Our heartfelt condolences and prayers to the victims of the tragic shooting at the Tree of Life Synagogue in Pittsburgh. Once again, a deranged person, filled with a demonic evil, has taken innocent lives. Here in Texas we sadly remember the shooting in Sutherland Springs, almost exactly a year ago, November 5, 2017. It was the deadliest Church shooting in U.S. history, where 26 were killed and 20 were wounded. Save for the heroism of one single man, Stephen Willeford, the carnage could have been even worse.
What is even more disturbing is that with each of these tragedies they are leveraged for political advantage. And therefore, we never seek out real solutions and solve these issues. One of the major contributors to the rancor that we have today has been the emergence of the 24/7 news cycle, and the need to “sensationalize” that which should be carefully, and factually, analyzed and assessed. There is nothing wrong with opinion-based news, but there is a very heavy responsibility with such a freedom – telling the objective truth.
Instead, what happens is that facts and the truth may be eschewed to make a certain political point, a score, for the respective corner in this ever-growing ideological divide in America. Fingers are pointed here and there, and often those pointing the fingers the most are the ones who are the greatest perpetrators of hypocrisy. The evil, the hate that struck the Synagogue in Pittsburgh was rooted in anti-Semitism. And what is very disconcerting is that the purveyors of such vile vitriol are given platforms by which they can spew their hatred. They can promulgate their divisive rhetoric on various mainstream and alternative media avenues, and it happens under the cloak of freedom of speech and freedom of expression. I truly believe that the high level of individual liberties we have in an open society such as America requires a higher level of individual responsibility.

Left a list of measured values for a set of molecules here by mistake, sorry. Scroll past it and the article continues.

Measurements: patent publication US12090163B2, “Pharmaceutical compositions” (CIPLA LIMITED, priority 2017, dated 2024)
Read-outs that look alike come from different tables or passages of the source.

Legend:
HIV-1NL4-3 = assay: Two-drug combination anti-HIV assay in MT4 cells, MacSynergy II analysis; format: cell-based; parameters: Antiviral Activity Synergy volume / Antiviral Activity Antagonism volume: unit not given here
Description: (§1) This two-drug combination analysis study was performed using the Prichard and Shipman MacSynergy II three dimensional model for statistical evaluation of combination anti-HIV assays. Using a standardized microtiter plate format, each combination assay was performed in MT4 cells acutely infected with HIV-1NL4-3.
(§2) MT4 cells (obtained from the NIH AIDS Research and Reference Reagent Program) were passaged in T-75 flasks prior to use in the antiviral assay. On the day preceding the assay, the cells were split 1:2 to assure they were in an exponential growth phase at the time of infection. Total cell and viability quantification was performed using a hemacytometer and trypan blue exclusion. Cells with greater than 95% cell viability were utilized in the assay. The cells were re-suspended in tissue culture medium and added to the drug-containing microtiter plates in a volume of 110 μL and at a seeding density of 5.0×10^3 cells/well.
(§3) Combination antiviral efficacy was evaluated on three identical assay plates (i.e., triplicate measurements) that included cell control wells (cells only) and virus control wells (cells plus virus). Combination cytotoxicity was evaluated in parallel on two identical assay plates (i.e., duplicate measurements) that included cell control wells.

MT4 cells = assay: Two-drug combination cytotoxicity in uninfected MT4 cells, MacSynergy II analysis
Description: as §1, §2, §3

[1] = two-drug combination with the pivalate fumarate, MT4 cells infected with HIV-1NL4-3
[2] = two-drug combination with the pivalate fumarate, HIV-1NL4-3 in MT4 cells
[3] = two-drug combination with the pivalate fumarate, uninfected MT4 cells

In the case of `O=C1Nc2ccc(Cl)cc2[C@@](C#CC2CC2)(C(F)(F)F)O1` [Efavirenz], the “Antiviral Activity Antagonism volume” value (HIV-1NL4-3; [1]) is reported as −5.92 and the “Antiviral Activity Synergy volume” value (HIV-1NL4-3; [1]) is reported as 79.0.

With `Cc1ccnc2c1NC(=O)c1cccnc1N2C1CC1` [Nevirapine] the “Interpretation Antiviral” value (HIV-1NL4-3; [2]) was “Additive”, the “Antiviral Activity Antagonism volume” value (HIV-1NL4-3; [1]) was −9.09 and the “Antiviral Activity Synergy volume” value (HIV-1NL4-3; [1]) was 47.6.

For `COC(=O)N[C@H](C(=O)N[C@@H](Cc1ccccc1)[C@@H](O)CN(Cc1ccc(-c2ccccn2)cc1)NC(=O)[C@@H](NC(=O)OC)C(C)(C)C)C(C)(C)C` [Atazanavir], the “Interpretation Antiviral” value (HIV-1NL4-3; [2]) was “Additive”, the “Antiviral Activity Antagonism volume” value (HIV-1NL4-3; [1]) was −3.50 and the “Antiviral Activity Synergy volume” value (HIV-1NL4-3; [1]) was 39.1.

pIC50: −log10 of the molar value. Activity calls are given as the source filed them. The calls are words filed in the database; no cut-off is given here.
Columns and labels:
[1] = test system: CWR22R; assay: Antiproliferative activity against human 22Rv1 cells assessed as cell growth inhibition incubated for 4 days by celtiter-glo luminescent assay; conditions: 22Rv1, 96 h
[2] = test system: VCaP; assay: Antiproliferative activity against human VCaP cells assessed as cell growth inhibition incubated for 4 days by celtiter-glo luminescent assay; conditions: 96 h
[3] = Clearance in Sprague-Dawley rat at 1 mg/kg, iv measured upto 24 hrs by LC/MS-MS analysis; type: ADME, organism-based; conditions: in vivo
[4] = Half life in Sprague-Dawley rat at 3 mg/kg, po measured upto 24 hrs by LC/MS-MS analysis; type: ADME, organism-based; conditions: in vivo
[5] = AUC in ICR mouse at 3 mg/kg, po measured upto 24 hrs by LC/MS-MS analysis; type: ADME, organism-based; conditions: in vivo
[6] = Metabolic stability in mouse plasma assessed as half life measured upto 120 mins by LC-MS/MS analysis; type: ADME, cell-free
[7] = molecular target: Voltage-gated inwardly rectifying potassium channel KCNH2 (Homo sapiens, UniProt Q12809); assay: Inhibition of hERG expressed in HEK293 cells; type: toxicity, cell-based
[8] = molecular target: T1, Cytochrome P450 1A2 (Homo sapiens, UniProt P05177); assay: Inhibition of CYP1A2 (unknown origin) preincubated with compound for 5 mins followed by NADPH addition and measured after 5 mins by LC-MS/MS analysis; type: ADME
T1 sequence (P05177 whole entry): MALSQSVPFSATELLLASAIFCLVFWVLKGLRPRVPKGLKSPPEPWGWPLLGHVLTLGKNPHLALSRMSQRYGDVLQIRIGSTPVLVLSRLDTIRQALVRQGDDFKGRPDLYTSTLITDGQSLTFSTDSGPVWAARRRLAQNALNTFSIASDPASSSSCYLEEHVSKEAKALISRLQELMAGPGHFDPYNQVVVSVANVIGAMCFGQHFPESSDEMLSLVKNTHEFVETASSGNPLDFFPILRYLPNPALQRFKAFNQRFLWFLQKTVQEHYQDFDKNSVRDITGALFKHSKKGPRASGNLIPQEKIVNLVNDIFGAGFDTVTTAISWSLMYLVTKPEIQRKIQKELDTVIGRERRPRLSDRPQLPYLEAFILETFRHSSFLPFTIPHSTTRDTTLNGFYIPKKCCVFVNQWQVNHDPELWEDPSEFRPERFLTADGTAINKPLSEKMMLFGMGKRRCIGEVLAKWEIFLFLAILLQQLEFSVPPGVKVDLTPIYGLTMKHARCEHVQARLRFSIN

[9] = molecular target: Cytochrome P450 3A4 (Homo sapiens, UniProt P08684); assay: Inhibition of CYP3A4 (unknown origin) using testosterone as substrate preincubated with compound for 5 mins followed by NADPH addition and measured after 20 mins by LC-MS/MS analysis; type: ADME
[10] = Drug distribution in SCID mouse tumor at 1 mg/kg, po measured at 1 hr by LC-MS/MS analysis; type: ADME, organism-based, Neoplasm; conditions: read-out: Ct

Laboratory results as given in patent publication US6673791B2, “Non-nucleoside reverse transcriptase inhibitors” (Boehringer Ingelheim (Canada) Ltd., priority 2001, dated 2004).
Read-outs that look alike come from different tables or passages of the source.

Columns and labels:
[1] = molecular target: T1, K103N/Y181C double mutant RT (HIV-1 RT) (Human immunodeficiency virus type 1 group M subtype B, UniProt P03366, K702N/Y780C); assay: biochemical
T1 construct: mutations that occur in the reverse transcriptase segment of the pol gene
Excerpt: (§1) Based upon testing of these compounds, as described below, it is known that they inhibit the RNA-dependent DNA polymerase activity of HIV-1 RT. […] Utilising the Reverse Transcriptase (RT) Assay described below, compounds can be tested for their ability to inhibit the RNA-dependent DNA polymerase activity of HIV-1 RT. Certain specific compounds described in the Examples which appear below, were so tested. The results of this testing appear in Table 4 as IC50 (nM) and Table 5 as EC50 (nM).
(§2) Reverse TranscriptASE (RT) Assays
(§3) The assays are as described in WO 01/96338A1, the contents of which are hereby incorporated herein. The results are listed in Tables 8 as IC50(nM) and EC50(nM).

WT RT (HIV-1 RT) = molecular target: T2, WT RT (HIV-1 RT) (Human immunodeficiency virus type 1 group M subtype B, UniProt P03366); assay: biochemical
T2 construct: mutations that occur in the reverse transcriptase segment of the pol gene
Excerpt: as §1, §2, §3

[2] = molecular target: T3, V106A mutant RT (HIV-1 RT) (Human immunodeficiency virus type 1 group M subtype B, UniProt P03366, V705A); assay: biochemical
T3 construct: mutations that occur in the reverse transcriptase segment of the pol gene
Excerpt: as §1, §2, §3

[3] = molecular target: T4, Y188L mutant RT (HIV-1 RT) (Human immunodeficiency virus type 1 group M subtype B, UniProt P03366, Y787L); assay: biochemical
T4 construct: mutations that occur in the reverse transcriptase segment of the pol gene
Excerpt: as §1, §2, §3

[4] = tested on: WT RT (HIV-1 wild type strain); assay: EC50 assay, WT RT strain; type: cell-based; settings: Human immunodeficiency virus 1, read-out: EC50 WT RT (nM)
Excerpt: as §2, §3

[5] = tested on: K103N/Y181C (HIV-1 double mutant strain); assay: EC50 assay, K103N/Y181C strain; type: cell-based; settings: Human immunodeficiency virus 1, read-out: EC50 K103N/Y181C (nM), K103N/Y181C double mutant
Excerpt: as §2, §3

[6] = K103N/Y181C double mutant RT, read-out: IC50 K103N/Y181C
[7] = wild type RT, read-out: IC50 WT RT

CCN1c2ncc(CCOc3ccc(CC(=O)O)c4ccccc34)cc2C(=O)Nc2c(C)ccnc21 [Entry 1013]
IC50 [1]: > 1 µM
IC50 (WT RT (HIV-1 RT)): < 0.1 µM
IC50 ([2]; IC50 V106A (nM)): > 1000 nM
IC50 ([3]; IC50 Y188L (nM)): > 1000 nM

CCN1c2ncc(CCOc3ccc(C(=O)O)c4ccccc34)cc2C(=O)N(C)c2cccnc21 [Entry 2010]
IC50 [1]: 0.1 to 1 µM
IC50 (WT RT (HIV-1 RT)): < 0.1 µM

We cannot shed tears and act shocked over what happened in Pittsburgh when we allow open and blatant anti-Semitism and hatred of Israel to proliferate. At some point we must make the adult, and correct, decision that there is a definitive delineation between freedom of speech and expression and hate speech. And this decision cannot be made based upon ideological agendas or political party affiliation.
Let me say what needs to be said: we have gone far too long allowing someone like a Louis Farrakhan free rein to spew his hatred. Far too many elected officials have given him homage and a platform and have not been held accountable. We have allowed the cancer of anti-Semitism to take root on our college and university campuses to the point where Jewish students are threatened. Anti-Semitism can take on a lethal form, such as in Pittsburgh, or a non-violent, but still lethal form in the way of actions, protests, and discrimination, all rooted in falsehoods, lies, and distortions – all of which sadly are conveyed in our media outlets.